You can thank Massachusetts voters of 1986 for the money that could be heading your way this November.
State officials are planning to send taxpayers a collective $3 billion under a little-known law triggered by the state’s record windfall of tax collections, the Baker administration said Friday.
The measure was passed by voters as a ballot initiative aimed at limiting the state’s tax revenues if they exceed a cap tied to wage and salary growth. Any excess must be returned to taxpayers.
Triggered once before in 1987, the law is kicking into action again this year. Here’s what you need to know about getting your refund.
Am I eligible?
If you paid taxes on last year’s income, you probably are eligible. Anyone who paid personal income taxes in Massachusetts in the 2021 tax year and files a 2021 state tax return on or before Oct. 17, 2022, is eligible to receive a refund, state officials said. Resident and nonresident taxpayers alike are eligible.
How much will I get?
The Baker administration said eligible taxpayers will receive a refund that is approximately 13 percent of their Massachusetts 2021 personal income tax liability. So if, after accounting for any credits you received, you owed $5,000 in state income taxes, you could see $650 back.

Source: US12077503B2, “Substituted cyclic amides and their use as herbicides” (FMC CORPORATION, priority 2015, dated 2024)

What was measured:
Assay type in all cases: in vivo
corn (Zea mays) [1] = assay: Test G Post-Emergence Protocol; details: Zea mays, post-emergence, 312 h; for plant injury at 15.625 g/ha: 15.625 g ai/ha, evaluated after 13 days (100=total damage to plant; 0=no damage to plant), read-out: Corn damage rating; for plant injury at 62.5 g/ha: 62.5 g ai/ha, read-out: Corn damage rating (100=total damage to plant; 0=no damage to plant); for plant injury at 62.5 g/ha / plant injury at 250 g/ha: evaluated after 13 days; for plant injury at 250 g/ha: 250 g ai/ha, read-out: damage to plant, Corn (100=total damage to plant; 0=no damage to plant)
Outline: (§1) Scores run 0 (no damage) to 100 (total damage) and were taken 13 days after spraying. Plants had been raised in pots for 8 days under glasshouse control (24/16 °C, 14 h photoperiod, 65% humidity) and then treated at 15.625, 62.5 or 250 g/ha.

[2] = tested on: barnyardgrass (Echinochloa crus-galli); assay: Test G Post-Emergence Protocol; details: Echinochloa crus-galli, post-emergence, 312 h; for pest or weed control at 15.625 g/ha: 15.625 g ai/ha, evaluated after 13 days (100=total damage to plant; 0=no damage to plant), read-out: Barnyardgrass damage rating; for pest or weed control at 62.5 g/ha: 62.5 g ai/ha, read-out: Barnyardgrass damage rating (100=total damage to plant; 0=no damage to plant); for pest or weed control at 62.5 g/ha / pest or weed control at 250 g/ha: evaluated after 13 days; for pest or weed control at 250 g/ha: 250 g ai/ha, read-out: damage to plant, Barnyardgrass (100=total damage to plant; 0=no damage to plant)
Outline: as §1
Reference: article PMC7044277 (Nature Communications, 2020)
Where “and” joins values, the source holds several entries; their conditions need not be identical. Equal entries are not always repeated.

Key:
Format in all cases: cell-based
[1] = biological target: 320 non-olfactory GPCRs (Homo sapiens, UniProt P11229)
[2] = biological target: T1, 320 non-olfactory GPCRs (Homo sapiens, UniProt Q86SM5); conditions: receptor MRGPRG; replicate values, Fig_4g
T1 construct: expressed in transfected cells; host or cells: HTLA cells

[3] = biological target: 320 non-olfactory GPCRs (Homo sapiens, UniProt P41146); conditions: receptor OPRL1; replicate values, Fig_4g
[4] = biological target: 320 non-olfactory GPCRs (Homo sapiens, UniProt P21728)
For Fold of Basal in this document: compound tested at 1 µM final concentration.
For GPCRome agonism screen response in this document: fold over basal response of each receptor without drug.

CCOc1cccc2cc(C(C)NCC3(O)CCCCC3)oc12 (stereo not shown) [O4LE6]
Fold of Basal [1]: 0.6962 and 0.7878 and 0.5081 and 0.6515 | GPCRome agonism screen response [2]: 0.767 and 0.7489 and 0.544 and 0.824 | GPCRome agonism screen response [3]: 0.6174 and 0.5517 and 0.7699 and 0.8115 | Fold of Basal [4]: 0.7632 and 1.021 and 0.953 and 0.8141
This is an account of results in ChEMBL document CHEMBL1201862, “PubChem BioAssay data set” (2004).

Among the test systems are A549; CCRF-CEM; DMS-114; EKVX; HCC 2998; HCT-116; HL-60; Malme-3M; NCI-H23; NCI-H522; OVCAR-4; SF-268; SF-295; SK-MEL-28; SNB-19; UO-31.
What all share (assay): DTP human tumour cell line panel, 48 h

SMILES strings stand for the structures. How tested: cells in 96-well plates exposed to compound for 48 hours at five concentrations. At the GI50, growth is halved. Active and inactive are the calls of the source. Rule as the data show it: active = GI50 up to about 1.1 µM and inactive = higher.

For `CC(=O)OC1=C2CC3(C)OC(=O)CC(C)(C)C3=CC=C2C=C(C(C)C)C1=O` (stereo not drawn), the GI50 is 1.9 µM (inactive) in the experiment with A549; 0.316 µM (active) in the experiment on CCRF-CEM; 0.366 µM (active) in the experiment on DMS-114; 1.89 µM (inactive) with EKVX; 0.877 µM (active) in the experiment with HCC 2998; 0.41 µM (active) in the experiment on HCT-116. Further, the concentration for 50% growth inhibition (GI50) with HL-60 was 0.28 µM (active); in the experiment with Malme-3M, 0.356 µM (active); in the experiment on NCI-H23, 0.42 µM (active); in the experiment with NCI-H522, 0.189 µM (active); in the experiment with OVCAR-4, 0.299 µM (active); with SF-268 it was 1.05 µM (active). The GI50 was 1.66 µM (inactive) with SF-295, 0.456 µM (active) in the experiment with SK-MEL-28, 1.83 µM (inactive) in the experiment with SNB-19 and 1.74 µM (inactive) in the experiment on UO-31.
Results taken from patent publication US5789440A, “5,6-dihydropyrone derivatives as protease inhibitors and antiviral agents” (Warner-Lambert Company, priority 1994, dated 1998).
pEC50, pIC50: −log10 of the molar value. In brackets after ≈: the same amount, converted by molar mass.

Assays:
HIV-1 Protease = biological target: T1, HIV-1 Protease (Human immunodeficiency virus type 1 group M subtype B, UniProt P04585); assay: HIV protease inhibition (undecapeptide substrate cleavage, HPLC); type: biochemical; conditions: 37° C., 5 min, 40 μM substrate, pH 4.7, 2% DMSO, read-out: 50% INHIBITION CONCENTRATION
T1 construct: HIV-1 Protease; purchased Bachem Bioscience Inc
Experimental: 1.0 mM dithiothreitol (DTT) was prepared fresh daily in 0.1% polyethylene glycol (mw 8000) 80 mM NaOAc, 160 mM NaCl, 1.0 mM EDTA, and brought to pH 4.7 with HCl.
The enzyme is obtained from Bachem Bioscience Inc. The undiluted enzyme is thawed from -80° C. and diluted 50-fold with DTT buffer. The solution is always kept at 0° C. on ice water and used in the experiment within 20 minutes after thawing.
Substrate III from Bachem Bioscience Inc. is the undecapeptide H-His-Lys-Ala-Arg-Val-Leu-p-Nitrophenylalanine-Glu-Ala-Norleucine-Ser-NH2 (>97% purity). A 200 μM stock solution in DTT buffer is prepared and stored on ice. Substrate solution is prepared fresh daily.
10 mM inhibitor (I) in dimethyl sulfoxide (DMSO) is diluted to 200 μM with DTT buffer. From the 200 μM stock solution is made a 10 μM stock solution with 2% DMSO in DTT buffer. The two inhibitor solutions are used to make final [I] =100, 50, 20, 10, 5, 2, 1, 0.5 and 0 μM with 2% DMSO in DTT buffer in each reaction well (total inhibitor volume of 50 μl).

This percentage is a preliminary estimate, the state said, and will be finalized in late October. Tax credits are also subject to offsets, including for unpaid tax liability, unpaid child support, or certain other debts.
The state’s website features a tool you can use to calculate an estimate of how much you might receive.
When will I get it?
Refunds are expected to start going out in November.
How will I get it?
Automatically, through a direct deposit or a check in the mail.
I filed jointly with my spouse. What about us?
Your refund will be tied to your 2021 filing status, the state said. So if you filed one tax return, you’ll get one refund.
Why is this happening?
A once-obscure law passed by voters in 1986 is intended to limit state tax revenue growth to the growth of total wages and salaries, and return any excess to taxpayers. Put another way, when state tax revenue outpaces a part of the economy, taxpayers get money back. This week, the state auditor ran the numbers from the Department of Revenue and certified that taxpayers are due back $2.94 billion.